In Stroup, Alabama Power interrupted service for 40 minutes at approximately 2:00 a.m. to replace a pole that had been blown over by a strong wind. Unknown to Alabama Power, Stroup was being treated in her home at that time by a physician.Summary of this case from Wilson v. City of Bessemer
8 Div. 935.
April 14, 1927. Rehearing Denied June 2, 1927.
Appeal from Circuit Court, Morgan County; O. Kyle, Judge.
G. O. Chenault, of Albany, for appellant.
Counsel argue for error in rulings on demurrer to pleading, and cite Code 1923, § 9769; B. R. L. P. Co. v. Littleton, 201 Ala. 141, 77 So. 565; B. R. L. P. Co. v. Abbott, 6 Ala. App. 643, 60 So. 970; Newton v. Brook, 134 Ala. 269, 32 So. 722; Mullen v. Otter Tail Power Co., 130 Minn. 386, 153 N.W. 746, L.R.A. 1916D, 447.
Martin, Thompson, Foster Turner, of Birmingham, and Eyster Eyster, of Albany, for appellee.
Circumstances may be such as to require an electric company to shut off its current temporarily. Curtis, Law of Electricity, 712. Where service is interfered with or rendered ineffectual by uncontrollable causes not attributable to negligence, the utility is not liable for breach of duty. Vinson v. Southern Bell, 188 Ala. 301, 66 So. 100, L.R.A. 1915C, 450. Failure of defendant to notify plaintiff of the cutting off of current was not actionable negligence. Brame v. L. H. W. Co., 95 Miss. 26, 48 So. 728, 21 L.R.A. (N.S.) 468, 20 Ann. Cas. 1293. It was lawful and right for defendant to cut off the current for the purposes stated in special pleas, and such action cannot furnish ground of liability to plaintiff. Burnett v. Ala. Power Co., 199 Ala. 359, 74 So. 459. There was no privity of contract between defendant and plaintiff. Ellis v. B'ham. Waterworks Co., 187 Ala. 552, 65 So. 805; City Council v. Halse, 148 Ala. 194, 40 So. 665; Mullican v. Meridian L. R. Co., 121 Miss. 806, 83 So. 816, 9 A.L.R. 165. Damages, to be recoverable, must be within the contemplation of the parties, and there are no such damages alleged in this case. Bessemer Water Co. v. Murphy, 6 Ala. App. 609, 60 So. 533; Freeman v. Macon Co., 126 Ga. 843, 56 S.E. 61, 7 L.R.A. (N.S.) 917; Birmingham Waterworks Co. v. Ferguson, 164 Ala. 501, 51 So. 150; Birmingham Waterworks Co. v. Justice, 204 Ala. 547, 86 So. 389; Cato v. Williamson, 209 Ala. 477, 96 So. 321.
The submission was on the motion to strike the bill of exceptions and on the merits.
The trial was had on March 3, 1926, and the bill of exceptions presented to the trial judge on June 3 thereafter. The motion to strike is granted. Sections 6433, 6434, Code; Arnold Co. v. Jordan, 215 Ala. 693, 112 So. 305.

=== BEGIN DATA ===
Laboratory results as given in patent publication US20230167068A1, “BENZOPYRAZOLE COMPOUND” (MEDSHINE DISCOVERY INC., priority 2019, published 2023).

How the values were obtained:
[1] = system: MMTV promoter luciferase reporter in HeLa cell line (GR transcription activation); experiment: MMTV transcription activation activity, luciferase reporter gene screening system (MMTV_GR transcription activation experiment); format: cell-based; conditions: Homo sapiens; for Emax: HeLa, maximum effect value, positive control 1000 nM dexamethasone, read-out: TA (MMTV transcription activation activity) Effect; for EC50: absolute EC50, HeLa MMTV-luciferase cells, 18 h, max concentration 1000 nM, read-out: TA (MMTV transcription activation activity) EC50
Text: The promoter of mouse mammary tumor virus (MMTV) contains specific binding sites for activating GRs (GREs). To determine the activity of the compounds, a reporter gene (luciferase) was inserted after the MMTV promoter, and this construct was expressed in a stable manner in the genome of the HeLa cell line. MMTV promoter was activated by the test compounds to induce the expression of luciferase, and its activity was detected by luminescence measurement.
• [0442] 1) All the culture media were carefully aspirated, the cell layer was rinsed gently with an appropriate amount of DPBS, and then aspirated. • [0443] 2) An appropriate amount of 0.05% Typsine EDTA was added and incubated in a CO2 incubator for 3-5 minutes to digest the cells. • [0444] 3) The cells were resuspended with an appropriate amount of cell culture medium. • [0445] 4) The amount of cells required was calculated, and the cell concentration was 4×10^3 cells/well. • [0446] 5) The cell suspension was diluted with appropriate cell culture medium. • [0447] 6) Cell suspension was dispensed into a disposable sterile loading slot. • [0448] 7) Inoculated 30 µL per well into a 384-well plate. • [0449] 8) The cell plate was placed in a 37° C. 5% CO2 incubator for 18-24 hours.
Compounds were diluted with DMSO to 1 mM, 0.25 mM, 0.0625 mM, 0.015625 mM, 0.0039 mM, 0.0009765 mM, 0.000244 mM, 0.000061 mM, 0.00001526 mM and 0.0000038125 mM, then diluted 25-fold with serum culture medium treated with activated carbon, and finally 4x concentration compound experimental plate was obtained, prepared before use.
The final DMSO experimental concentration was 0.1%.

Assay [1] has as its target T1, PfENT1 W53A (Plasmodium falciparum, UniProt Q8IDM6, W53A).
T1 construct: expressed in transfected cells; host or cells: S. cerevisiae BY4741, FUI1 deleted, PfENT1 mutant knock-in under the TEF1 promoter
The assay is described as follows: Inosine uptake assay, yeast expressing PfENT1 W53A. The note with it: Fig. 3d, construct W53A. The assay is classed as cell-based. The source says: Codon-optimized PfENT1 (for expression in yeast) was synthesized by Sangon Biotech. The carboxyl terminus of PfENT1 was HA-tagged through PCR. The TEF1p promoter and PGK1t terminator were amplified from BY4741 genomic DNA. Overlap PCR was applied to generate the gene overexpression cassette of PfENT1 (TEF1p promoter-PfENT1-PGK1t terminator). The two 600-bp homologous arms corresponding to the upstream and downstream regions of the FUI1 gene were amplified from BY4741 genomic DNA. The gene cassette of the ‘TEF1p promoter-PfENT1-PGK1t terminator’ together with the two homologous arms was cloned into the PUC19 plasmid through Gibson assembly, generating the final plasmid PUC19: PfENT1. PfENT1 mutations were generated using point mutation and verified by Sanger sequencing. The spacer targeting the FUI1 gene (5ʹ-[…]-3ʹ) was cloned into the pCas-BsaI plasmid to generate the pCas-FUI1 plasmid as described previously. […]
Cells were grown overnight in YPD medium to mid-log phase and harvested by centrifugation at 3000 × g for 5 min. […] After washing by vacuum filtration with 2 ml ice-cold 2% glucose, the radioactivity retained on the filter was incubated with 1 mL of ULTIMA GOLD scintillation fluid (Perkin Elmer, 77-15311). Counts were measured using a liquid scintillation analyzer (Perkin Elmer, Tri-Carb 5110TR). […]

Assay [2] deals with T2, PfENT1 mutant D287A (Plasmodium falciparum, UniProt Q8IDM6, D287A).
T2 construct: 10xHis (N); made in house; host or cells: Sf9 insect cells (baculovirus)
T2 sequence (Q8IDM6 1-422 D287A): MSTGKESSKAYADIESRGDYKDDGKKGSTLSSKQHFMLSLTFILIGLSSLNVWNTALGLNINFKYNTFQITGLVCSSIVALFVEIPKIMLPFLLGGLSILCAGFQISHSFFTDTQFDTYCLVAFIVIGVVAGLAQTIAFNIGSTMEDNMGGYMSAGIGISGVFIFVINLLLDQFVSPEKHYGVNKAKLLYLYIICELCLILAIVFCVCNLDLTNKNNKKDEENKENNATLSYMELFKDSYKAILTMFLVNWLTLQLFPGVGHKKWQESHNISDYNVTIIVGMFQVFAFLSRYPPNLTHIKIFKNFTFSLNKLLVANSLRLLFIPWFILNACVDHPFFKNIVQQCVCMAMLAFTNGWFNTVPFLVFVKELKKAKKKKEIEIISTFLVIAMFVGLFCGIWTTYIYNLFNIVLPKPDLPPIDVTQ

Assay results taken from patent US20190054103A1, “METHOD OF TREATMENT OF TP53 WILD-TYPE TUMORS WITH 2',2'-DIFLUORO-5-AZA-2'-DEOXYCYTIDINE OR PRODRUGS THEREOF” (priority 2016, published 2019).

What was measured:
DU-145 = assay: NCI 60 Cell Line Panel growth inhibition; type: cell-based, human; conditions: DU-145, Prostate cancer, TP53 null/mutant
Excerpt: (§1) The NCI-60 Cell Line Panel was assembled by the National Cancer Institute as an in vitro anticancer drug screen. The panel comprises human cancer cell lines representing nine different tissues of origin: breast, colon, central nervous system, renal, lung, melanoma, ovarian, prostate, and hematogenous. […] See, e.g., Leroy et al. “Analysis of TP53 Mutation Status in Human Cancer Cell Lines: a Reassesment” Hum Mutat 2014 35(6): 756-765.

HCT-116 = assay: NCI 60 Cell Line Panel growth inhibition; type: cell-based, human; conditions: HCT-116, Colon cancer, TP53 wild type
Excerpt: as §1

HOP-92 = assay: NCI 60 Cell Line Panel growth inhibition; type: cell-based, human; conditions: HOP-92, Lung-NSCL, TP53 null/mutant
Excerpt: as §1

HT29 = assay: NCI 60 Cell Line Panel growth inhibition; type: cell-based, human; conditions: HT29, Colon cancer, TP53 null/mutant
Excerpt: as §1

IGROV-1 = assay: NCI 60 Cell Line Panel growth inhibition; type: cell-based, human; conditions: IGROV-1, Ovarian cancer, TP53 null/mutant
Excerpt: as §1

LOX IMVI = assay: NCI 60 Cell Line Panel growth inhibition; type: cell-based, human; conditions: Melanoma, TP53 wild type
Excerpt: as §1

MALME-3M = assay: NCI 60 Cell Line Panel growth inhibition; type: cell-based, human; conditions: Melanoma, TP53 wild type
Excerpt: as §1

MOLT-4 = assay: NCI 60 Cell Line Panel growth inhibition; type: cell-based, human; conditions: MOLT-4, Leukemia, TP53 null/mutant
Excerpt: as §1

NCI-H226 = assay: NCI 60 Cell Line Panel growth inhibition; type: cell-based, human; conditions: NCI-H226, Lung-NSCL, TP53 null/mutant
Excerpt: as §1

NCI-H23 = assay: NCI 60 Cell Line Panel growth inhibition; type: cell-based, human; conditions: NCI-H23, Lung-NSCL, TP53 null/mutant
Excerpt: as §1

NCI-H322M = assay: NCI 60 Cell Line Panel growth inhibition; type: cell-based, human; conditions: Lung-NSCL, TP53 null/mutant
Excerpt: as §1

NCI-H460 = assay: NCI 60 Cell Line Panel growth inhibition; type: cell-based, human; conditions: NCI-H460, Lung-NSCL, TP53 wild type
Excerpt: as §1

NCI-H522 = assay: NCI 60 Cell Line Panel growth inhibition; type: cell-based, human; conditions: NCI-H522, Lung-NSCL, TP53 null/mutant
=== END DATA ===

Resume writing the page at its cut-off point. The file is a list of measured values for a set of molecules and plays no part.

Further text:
The trial was had upon count 3. Counts 1 and 2 set up the same matters and claimed the same damages embraced in count 3. Appellant's counsel state that counts 4 and 5 are the same as count 3, with the exceptions indicated. In count 4 it is alleged that the defendant had determined to cut off the service several hours in advance, and that by the exercise of reasonable care and diligence could have notified the plaintiff; and in count 5 the same matters are alleged with the averment that the defendant could have reasonably fixed the time of suspension of current after daylight. Conceding without deciding that the matter set up in count 5 was well pleaded, no error was committed in sustaining demurrer thereto, since the same facts — contract, duty, and failure thereof — and character of averred negligence and damages are contained and claimed in both counts; and the ruling on count 4, sustaining demurrer, rested on grounds that it was not the duty of the defendant to notify the plaintiff that such suspension would occur, and that the damages claimed are not the natural proximate result of the alleged negligence of the defendant. When the averments of count 5 are duly considered, no facts are averred to show defendant's knowledge or notice of plaintiff's unusual or extraordinary need for light current at the time of the night indicated, and its duty in the premises of notice, if such existed, under the customer's contract of the husband with "the defendant to furnish electric current to said house for lighting purposes," did not extend to plaintiff. Construing the pleading most strongly against the pleader, the averred customer's contract, so far as disclosed in the complaint, was for the ordinary and usual use of current, that imposed no duty upon the defendant to give members of the customer's family personal notice before there may be temporary suspension of the supply of the ordinary or usual current for the purpose of repairs.